Clan by Amazing Améziane.
My rating: 3 of 5 stars.
I have a bit of a thing for Japan – I’ve played taiko and I learn the shakuhachi – so I am probably predisposed towards this comic. It’s created by someone who obviously is keen on the collection of islands, and often reads like it’s written for people who share that enthusiasm.
I don’t find this problematic.
The book is a yakuza tale. It’s treated with something of the high drama that typifies the Yakuza game series: there’s lofty stakes and revelations in store that will completely change the way characters exist in the world. There’s power struggles, and in the background to all this is Tokyo, unsleeping.
The city becomes more of a character than you’d expect largely because the focal point of the story is a blind prisoner, released from a jail cell after decades. He’s out on the streets to help restore a bit of order – to bring to heel a troublemaker – but there’s a distinct sense that our blind hero has a bit more in mind than that. But as he’s blind, he’s reliant on memory and sound to make his way through the world – resulting in a number of panels where the sounds of the street stand in for dialogue: onomatopoeic mapmaking in action.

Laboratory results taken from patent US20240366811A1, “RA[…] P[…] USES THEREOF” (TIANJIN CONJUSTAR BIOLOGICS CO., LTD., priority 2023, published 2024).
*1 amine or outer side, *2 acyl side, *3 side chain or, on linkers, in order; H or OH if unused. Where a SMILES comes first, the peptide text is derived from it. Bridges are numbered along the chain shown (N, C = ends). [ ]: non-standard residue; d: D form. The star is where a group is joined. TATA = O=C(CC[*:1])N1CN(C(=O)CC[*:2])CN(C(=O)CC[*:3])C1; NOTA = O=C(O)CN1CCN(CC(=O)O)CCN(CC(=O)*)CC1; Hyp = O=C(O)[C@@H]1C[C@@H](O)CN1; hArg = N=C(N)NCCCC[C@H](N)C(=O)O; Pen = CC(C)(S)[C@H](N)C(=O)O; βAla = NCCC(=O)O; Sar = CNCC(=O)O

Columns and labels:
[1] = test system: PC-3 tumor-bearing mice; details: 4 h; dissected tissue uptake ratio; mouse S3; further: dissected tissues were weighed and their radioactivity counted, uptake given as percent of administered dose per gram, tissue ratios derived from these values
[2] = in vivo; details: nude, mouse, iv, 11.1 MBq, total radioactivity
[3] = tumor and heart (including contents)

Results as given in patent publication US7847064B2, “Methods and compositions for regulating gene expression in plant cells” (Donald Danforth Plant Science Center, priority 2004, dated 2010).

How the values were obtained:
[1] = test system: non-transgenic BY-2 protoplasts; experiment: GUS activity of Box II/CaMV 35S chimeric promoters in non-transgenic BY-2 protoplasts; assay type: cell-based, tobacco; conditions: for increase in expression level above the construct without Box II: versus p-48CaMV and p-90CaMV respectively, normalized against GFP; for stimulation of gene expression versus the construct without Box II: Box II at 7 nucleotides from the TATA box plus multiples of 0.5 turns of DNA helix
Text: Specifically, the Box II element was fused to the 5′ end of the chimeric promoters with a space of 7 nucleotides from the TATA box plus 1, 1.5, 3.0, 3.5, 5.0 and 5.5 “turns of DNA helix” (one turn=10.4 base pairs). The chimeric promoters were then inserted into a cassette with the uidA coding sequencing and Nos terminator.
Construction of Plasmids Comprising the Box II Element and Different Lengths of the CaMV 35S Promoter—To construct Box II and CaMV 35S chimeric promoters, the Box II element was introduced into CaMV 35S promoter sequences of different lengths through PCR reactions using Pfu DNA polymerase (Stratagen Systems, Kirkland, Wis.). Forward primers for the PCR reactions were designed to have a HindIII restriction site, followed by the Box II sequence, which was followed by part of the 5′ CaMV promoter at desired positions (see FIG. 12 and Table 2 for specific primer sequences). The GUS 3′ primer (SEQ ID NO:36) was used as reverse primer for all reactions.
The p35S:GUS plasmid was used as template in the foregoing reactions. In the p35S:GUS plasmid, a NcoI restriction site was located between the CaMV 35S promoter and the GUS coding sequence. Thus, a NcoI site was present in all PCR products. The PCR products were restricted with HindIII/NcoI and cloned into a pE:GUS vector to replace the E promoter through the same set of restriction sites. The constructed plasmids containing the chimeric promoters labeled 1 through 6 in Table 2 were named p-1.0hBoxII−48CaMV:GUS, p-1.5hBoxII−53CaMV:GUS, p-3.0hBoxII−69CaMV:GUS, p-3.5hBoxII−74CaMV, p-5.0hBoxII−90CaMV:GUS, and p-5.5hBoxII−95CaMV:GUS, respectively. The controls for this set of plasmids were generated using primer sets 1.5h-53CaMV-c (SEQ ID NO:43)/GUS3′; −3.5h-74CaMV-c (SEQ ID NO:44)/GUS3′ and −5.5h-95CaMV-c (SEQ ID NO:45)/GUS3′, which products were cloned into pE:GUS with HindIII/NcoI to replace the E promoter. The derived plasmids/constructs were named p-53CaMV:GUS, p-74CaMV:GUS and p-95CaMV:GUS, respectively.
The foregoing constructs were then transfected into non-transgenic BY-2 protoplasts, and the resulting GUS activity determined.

It’s neat, and when coupled with the crisp, noir stylings of the work, it’s effective.
The closest touchstone to Clan – though set in a different time – is obviously the various versions of the Zatoichi story. Though this illustrated version lacks the dance sequence finale of the Beat Takeshi iteration, it’s very much in the same spirit: lightning-fast reactions, flipping the odds and injecting a bit of wry humour into ever goon-a-thon that’s encountered. It could be that the idea of an old bloke pounding shit out of some tough nuts with a golf putter is inherently amusing, but there’s a little more appeal than that.
This is a short book, and it won’t take you long to complete. If you’ve an interest in either Japan or the yakuza, it’s worth a look. The story isn’t the most original, but that’s fine: what crime story is? Rather, there’s enough telling nods to the culture and literature of the place to illustrate that the creator knows their onions, and are keen to share that enthusiasm.
Give it a go.